And we have just obtained 1+2+1+y on the other diagonal. Contradiction.

Case 2)

Going back, assume one diagonal (symmetric, so let's take the main diagonal) is 2+1+0+0 and the other one has 3 ones and 1 zero

2 x x x

x 1 y x

x y 0 x

x x x 0

Obviously at least one of the y positions has a 1 in it which creates a line or a row with the other 1 from the main diagonal. For symmetry reasons, we can assume that 1 is above the first 0.

2 x x x

x 1 1 x

x x 0 y

x y y 0

Now there are 2 twos to place in the square and since these cannot be placed on the same row or on the same column or on the same row/column with the other 2 or on the secondary diagonal or on the row with 2 ones only 3 possibilities remain marked with y in the above.

2 x x x

x 1 1 x

x x 0 2

x y y 0

After placing it, we run into the problem of placing the remaining 4 ones. We know exactly 2 are on the secondary diagonal out of the 3 remaining x's. Exactly 1 other is on the second row to complement the 2 ones already there.

Easier to see if we start to explore the two possibilities for 2:

Case 2.1

2 0 x x

x 1 1 x

x 0 0 2

x 2 y 0

If we choose the first y in the last row, there is one way to complete column 2, with zeroes. Which gives another unique way to complete the secondary diagonal with ones.

2 0 x 1

x 1 1 x

x 0 0 2

1 2 y 0

which leads (b/c of restrictions on first and last row) to:

2 0 0 1

x 1 1 x

x 0 0 2

1 2 0 0

That is hardly magical since column 3 has a sum of 1.

Case 2.2

2 x 0 x

x 1 1 x

x x 0 2

x y 2 0

If we choose the first y in the last row, there is one way to complete column 3, with zeroes.

That almost seems plausible given that we have 4 ones to place and there must be exactly 1 on every row. Assuming the southwestern bit is either 0 or 1 we get two solutions:

Case 2.2.1

2 1 0 0

0 1 1 1

0 1 0 2

1 0 2 0

and

Case 2.2.2

2 0 0 1

1 1 1 0

0 1 0 2

0 1 2 0

Case 3)

Going back assume both diagonals are 1+1+1+0. One cannot have more than one row with 2 ones on it since the 4 rows are 2+1+0+0=2+1+0+0=2+1+0+0=1+1+1+0=3.

However following the pigeonhole principle the 3 ones in the two diagonals will collide on at least two rows (sample below):

0 x x 1

x 1 0 x

x 1 1 x

1 x x 1

Exhaustive combinations show that (leaving symmetry aside) there are solutions only with a diagonal (main or secondary) of ones and zeros.

Coming back, we have as divisors powers of 2, 3 and 5.

Looking at the three square matrix projects for 2, 3 and 5, the above argument and the Dirichlet/pigeonhole principle states that there is a diagonal where the pattern 1+1+1+0 can be found for two of those powers.

As we saw before one cannot have 2 permutations of 1,1,1,0 in top of one another without 2 ones overlapping.

E.g. that gives me starting from case 2.2.1 the following square (where x,y,z denotes 2^x*2^y*2^z)

2,x,x   1,x,x   0,x,x   0,x,x

0,x,x   1,x,x   1,1,x   1,x,x

0,x,x   1,1,x   0,x,x   2,x,x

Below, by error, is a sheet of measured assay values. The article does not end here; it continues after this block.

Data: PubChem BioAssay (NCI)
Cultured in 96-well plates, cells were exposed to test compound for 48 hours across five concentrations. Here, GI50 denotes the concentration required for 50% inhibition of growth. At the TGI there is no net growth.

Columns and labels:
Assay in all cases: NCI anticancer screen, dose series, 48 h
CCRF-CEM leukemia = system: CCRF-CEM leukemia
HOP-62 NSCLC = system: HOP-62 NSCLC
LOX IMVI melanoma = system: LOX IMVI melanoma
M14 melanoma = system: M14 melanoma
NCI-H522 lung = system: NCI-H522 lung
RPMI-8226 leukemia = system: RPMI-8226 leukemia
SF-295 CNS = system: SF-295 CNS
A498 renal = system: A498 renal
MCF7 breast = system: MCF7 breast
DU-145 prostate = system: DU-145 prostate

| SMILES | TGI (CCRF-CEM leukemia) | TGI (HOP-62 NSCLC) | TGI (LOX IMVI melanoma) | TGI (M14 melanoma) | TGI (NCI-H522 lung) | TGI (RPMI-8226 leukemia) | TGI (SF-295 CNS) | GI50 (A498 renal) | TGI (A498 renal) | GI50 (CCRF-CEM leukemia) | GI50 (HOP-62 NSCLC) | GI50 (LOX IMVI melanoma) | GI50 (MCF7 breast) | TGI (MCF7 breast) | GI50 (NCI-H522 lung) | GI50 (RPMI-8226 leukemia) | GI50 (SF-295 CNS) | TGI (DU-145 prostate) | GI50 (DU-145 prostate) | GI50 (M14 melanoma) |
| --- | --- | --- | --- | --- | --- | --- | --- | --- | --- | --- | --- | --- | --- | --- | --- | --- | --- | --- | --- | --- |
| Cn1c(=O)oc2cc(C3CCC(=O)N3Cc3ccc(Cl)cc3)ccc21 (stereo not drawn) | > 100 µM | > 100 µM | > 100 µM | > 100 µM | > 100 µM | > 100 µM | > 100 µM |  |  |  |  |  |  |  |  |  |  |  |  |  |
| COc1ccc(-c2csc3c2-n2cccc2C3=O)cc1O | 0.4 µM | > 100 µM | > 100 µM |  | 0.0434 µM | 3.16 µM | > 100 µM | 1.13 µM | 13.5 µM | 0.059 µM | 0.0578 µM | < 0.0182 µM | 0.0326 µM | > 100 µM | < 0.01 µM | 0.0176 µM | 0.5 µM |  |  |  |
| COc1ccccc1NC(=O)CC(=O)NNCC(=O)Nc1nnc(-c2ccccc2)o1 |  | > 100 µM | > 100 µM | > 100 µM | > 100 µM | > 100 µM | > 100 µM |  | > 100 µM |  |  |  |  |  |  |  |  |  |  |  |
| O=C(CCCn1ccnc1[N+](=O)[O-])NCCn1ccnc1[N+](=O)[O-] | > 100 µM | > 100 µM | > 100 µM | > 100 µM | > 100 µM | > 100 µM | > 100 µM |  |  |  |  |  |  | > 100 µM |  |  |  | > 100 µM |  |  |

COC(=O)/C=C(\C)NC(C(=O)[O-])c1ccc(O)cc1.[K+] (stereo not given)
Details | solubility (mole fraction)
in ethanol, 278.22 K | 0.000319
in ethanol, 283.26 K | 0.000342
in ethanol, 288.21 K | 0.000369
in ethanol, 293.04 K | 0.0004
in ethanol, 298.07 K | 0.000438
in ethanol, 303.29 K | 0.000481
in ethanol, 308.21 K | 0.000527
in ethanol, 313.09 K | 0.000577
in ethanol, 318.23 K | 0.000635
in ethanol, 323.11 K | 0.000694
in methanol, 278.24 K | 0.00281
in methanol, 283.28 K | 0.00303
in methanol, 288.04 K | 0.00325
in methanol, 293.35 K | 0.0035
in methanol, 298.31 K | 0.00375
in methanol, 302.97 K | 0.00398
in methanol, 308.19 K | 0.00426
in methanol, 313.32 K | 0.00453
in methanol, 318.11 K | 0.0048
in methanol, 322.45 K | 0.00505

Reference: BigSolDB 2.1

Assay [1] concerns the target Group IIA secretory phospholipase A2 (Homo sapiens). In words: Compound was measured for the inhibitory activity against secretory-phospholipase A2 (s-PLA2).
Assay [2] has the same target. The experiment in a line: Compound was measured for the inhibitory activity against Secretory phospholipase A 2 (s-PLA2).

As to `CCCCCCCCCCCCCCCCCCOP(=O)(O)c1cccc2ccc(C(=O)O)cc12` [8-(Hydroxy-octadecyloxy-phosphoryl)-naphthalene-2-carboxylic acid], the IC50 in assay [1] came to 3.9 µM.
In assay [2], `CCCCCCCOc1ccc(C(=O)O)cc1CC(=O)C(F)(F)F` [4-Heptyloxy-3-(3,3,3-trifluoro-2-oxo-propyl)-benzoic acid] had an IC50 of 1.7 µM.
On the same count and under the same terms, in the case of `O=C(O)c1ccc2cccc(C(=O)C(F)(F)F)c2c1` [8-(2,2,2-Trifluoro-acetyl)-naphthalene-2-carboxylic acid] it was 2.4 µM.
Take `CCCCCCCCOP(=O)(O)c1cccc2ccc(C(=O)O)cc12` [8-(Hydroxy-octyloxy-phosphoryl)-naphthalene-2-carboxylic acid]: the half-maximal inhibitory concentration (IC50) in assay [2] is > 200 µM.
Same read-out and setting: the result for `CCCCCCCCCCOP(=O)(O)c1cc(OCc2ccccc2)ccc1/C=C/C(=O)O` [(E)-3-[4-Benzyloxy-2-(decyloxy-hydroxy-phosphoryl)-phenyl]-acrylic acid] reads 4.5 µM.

1,0,x   0,x,x   2,x,x   0,x,x

The two center pieces on the secondary diagonal are overlapping ones in the first and second dimension.

The lowest southwest corner cannot be 1,1,x since there are only 1,1,0 and 1,1,1 among the starting numbers.

I do not see how one could continue to branch the possibilities though, without a lot of sub-cases.

Edited by araver
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To attack the problem, first  write the numbers into its prime factors
2 = 2, 3 = 3, 4 = 2.2, 5 = 5
6 = 2.3, 9 = 3.3, 10 = 2.5, 12 = 2.2.3
15 = 3.5, 18 = 2.3.3, 20 = 2.2.5, 25 = 5.5
30 = 2.3.5, 45 = 3.3.5, 50 = 2.5.5 75 = 3.5.5

So all numbers are consist of 3 prime seed 2,3 and 5
Now replace each seed with 3 symbols, A,B and C
So what we get now  is A, B,C,AA,BB,CC,AB,AC,BC,ABB,ACC,BAA,BCC,CAA,CBB, and ABC
There are 12A,12B, and 12C Total symbols, so each line must have 3A,3B and 3C

What we have to do now is
Put  A,B,C,AA,BB,CC,AB,AC,BC,ABB,ACC,BAA,BCC,CAA,CBB, and ABC to a 4x4 square table,
so every horizontal, vertical and diagonal line have 3A,3B, and 3C.

Edited by jasen
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2 hours ago, Thalia said:

I started with making a 4x4 using the factor distribution numbers DejMar mentioned. After a combination of the above and a lot of guessing. . .

Hide contents

10  3   20  45

18  15  25  4

75  12  6   5

2   50  9   30

If we change Thalia answer with ABC solution, than replacing ABC with permutation [2,3,5], we can get 6 diffrent answers, one of it is as picture bellow

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A note on the distribution of factors and the number of distinct solutions:

Spoiler

There are six distinct distributions of factors:

/---------+---------+---------\
|    A    |    B    |    C    |
| 1 2 3 3 | 1 3 2 3 | 1 3 2 3 |
| 2 3 1 3 | 3 3 1 2 | 3 3 2 1 |
| 3 2 3 1 | 2 2 3 2 | 3 2 2 2 |
| 3 2 2 2 | 3 1 3 2 | 2 1 3 3 |
+---------+---------+---------+
|    D    |    E    |    F    |
| 1 2 3 3 | 2 1 3 3 | 2 2 3 2 |
| 3 2 2 2 | 3 2 1 3 | 3 1 2 3 |
| 3 2 3 1 | 2 3 3 1 | 2 3 3 1 |
| 2 3 1 3 | 2 3 2 2 | 2 3 1 3 |
\---------+---------+---------/

All solutions will fit one of these six patterns through rotation and/or reflection.

As jasen pointed out, each solution is one of a group of six permutations of a single base solution. Assuming a single solution for each of the above patterns, there only six base solutions and a total of 36 distinct solutions.

The solutions given so far fit patterns A, B and C. Thalia's solution and DejMar's first solution (pattern C) are not distinct through permutation. It is still unknown if there are multiple solutions for any of the patterns, or if there are any solutions to patterns D, E and F.